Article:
SNI Routing with DNS Lookup

SNI (Server Name Indication) is an extension of the TLS protocol that is used by the client to indicate the hostname it is attempting to connect to at the start of the SSL handshake. 

In the case of the BIG-IP the SNI can be used to select which client SSL profile should be applied to the ingress traffic but it requires at least one client SSL profile to be attached to the virtual server. In other words the SSL data must still be decrypted.

This iRule which is suitable for some SSLO use cases does not require SSL traffic to be terminated (i.e. decrypted) on the BIG-IP.  It only needs a generic SSL persistence profile to be attached to the virtual server and this just to circumvent MCP validation issues. Once the CLIENTSSL_CLIENTHELLO iRule event is triggered, the SNI can then be determined and used to steer traffic.

In this example below, once the SNI is found, an attempt is made to resolve it using DNS and then route the request using the BIG-IP to a gateway which could (in the case of SSLO) be a Secure Web Gateway device.


  1. SSL::extensions -type <extension type value> returns the opaque extension byte array corresponding to the specified extension type value, or an empty string if not found.  Extension Type 0 is the server name.
  2. The "node" command is useful if you want to send traffic to a specific IP/port combination that is not defined as a pool member


[root@sslo:Active:Standalone] config # tmsh list ltm rule bluecoat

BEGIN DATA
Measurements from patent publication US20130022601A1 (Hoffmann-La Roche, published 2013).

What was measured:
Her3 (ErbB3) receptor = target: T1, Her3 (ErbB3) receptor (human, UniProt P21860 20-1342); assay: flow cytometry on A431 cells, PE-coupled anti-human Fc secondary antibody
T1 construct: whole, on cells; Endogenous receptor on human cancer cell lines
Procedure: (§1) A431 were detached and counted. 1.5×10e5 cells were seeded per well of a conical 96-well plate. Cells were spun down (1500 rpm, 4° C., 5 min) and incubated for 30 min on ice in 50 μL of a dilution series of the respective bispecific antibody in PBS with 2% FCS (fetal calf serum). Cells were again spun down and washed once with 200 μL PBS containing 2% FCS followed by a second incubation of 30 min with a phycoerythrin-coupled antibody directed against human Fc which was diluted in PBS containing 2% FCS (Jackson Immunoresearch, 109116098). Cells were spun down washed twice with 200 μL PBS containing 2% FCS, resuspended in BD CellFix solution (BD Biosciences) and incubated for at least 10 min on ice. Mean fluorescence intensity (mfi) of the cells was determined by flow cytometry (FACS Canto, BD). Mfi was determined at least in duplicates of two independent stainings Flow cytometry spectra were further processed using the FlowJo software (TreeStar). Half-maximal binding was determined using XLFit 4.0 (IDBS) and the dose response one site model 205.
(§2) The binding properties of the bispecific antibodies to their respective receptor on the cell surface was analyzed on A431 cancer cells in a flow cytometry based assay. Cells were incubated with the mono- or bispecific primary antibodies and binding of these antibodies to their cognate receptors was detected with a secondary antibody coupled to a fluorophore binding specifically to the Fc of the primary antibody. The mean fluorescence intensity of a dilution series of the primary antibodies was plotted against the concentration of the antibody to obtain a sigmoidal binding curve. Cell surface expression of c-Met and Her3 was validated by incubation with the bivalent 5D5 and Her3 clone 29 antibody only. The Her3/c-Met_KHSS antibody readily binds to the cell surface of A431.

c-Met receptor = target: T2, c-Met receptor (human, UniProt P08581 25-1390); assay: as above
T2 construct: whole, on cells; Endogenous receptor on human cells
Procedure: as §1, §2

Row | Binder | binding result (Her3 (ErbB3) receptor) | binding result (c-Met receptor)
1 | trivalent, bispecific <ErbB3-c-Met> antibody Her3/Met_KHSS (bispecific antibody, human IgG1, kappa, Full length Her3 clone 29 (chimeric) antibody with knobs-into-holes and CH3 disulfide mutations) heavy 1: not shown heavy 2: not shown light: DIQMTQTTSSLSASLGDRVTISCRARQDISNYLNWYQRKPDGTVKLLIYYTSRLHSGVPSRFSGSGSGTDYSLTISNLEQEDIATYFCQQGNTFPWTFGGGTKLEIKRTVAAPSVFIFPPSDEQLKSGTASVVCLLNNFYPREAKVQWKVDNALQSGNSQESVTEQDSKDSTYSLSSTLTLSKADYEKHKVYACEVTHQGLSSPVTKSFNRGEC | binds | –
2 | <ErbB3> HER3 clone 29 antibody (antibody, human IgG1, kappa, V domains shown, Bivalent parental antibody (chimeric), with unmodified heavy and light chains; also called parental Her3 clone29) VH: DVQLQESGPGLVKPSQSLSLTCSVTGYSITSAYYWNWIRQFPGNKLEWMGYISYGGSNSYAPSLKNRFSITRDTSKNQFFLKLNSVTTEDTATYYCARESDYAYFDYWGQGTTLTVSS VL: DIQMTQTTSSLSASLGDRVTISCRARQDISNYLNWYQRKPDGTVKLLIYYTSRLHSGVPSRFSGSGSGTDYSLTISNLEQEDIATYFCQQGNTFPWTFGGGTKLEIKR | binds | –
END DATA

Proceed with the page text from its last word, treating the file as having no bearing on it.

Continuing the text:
ltm rule bluecoat {
when RULE_INIT {
set static::resolver ""
set s_sni "NULL"
set sni_exists [SSL::extensions exists -type 0]
if {$sni_exists} {
binary scan [SSL::extensions -type 0] @9a* s_sni
log local0. "sni: $s_sni"
if { [catch "RESOLV::lookup @$static::resolver -a ${s_sni}" addrs] } {
log local0. "DNS resolution error"
else {
log local0. "Resolved: [lindex ${addrs} 0]"
node [lindex ${addrs} 0] [TCP::local_port]

Published Jan 31, 2022
Version 1.0

Was this article helpful?


  • Hi Peter,

    your [catch " something..." addr] command allows double-substitution. Special crafted SNI records will be able to hijack or crash your LTM. You may test my observation by manually overwriting the value of ${s_sni} to "www.\[{log}ups!?!\].de". It should add a harmless log line to your log...

    Cheers, Kai

  • Nice! RESOLV::lookup is a great command to trigger dns resolver without any DNS/GTM license or this may help with DNS caching issues and EDNS0 extension that has the real client ip address as they seem to not work so well. The only issue I have seen is that the network resolver seems to not be able to use an F5 Virtual Servers/VS that is on the same device as it replies come from as it is a local communication. I am sharing this just to keep a note as maybe in some versions there is no such issue.